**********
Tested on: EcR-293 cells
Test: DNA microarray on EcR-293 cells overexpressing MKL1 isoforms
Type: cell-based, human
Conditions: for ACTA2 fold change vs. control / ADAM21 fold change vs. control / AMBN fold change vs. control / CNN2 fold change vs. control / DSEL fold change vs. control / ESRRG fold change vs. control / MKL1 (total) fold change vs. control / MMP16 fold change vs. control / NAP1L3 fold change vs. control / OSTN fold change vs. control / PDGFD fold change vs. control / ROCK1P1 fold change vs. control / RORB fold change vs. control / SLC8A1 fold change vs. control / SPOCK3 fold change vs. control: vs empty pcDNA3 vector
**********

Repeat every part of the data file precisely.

Tested on: EcR-293 cells
Test: DNA microarray on EcR-293 cells overexpressing MKL1 isoforms
Type: cell-based, human
Conditions: for ACTA2 fold change vs. control / ADAM21 fold change vs. control / AMBN fold change vs. control / CNN2 fold change vs. control / DSEL fold change vs. control / ESRRG fold change vs. control / MKL1 (total) fold change vs. control / MMP16 fold change vs. control / NAP1L3 fold change vs. control / OSTN fold change vs. control / PDGFD fold change vs. control / ROCK1P1 fold change vs. control / RORB fold change vs. control / SLC8A1 fold change vs. control / SPOCK3 fold change vs. control: vs empty pcDNA3 vector